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Microprocessor reliability in coal mine monitoring applications has become increasingly important in recent years. This has been true not only for the mining industry, but the computer industry as well. Processor maintenance self-diagnostics have been commonly utilized for microcomputer systems. However, in the case of a microprocessor used in a critical monitor/control environment, small memory and little free processing time limits the use of these diagnostics on a continuous basis. In the past, maintenance diagnostics have been very exhaustive for minicomputer systems and execution time can be quite long. These were primarily used on an infrequent aperiodic basis by a maintenance technician. Normal system diagnostic tests are generally run at time of power up, and the system becomes operational only after successful completion. If diagnostic tests could occur automatically without user interference, such as when the system is not being heavily utilized, it is possible that failures could be found more quickly and without cata-strophic system failure. Solutions to these problems are presented as applied to a distributed microprocessor system used for testing mine monitor/control systems. A set of self-test algorithms for an 8085-based microprocessor is presented. Tests are performed on the CPU, ROM, RAM, 8251A USART, A/D, and D/A converters, and an 8253A interval timer. These self-test algorithms are not exhaustive but have been found to provide an adequate test of microprocessor validity on power up. Similar tests could and should be used on any underground monitor/control system as a minimum test.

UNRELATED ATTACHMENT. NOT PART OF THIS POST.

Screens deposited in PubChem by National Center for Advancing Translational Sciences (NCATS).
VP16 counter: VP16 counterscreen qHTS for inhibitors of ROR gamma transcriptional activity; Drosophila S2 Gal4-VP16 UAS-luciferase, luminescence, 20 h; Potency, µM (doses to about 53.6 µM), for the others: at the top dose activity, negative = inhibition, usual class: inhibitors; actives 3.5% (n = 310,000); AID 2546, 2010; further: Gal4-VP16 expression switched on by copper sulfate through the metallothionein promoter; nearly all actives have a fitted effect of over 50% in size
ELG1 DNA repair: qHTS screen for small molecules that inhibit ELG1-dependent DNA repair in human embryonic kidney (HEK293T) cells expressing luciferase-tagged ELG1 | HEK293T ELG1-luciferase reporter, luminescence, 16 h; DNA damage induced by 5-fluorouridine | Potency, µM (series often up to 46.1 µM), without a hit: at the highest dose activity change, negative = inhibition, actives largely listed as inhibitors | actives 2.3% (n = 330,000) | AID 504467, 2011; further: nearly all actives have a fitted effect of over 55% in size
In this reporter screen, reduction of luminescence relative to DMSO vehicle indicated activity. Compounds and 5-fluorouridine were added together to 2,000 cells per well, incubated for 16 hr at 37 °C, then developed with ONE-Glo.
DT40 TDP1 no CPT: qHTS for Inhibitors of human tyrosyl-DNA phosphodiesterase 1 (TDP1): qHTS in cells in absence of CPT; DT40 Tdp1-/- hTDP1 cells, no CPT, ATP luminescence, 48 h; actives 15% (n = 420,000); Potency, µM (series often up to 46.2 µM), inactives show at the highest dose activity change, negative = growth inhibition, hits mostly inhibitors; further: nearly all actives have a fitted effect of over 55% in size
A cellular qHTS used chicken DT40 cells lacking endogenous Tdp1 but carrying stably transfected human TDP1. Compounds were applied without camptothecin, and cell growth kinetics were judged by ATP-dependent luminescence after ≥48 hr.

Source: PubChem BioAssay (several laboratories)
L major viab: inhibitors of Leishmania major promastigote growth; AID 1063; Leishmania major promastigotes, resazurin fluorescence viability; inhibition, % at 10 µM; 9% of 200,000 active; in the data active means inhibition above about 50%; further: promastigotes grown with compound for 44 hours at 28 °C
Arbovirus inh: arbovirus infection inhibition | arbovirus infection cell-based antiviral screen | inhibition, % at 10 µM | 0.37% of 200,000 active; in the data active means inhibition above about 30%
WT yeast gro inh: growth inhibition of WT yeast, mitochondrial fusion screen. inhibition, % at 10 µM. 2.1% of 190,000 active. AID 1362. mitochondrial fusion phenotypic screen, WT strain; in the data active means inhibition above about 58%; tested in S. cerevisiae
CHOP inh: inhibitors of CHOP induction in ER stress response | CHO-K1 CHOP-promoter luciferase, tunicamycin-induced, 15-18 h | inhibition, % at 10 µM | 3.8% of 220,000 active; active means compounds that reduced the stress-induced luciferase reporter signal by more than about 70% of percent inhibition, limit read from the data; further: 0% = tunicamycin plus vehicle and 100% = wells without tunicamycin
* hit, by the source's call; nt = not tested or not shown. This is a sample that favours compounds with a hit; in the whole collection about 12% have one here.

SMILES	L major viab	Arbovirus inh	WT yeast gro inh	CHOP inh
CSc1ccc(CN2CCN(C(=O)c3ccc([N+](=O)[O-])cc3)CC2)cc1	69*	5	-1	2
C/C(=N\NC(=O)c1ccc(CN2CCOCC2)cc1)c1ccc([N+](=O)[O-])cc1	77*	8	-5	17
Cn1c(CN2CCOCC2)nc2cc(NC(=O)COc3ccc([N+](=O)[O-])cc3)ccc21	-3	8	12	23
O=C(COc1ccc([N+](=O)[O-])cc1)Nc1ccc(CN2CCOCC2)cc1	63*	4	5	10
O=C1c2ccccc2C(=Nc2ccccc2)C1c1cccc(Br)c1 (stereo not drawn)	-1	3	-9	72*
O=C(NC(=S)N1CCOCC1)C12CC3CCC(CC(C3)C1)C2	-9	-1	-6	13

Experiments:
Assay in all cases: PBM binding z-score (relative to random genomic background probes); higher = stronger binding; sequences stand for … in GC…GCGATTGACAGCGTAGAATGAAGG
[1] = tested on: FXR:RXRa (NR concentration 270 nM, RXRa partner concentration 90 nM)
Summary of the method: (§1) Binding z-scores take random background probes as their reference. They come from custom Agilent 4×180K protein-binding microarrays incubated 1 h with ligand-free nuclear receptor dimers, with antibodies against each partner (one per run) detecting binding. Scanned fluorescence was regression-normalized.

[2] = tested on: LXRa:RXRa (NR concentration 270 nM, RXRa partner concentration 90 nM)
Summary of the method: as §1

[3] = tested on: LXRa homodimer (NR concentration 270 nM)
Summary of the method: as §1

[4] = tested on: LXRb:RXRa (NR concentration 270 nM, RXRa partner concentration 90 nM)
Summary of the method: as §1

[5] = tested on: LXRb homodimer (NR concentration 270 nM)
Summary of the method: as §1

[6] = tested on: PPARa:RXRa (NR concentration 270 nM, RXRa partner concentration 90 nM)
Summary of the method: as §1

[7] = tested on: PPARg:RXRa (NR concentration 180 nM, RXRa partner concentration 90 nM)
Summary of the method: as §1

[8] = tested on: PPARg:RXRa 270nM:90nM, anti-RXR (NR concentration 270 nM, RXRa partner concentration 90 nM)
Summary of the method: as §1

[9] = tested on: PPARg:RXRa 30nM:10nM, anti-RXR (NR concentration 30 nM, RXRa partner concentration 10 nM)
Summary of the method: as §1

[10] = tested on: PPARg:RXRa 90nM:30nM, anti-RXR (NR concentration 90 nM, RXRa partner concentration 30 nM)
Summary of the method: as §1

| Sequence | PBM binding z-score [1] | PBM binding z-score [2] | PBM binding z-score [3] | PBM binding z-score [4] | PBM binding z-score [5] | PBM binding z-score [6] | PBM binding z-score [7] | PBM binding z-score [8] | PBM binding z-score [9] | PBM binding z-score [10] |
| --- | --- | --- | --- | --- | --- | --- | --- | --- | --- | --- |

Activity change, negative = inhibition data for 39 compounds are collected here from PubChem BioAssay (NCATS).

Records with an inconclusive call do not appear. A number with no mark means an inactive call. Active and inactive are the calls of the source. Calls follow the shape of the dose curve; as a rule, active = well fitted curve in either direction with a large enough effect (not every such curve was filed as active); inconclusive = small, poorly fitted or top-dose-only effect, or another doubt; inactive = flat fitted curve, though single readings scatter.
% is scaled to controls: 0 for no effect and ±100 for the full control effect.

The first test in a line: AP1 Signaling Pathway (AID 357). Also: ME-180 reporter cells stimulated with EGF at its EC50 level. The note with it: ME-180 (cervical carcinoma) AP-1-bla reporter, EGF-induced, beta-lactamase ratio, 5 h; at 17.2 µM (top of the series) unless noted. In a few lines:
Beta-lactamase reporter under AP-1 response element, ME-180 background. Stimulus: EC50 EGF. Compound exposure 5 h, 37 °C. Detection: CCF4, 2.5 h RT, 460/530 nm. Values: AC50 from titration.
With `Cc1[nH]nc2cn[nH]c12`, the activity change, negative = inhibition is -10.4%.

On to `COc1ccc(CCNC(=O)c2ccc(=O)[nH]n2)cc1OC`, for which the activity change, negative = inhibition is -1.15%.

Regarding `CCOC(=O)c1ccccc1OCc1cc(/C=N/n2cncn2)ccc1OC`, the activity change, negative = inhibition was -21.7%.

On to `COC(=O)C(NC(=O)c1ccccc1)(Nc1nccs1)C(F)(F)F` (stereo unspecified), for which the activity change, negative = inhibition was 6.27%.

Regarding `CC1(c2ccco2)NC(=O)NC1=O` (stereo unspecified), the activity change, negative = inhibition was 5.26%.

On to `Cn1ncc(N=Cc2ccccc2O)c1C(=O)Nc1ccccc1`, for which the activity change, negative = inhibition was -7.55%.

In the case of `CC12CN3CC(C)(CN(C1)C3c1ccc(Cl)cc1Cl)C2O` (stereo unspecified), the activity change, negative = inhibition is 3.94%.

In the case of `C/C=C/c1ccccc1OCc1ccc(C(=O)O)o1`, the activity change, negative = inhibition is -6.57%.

Date of Publication: Jan. 1985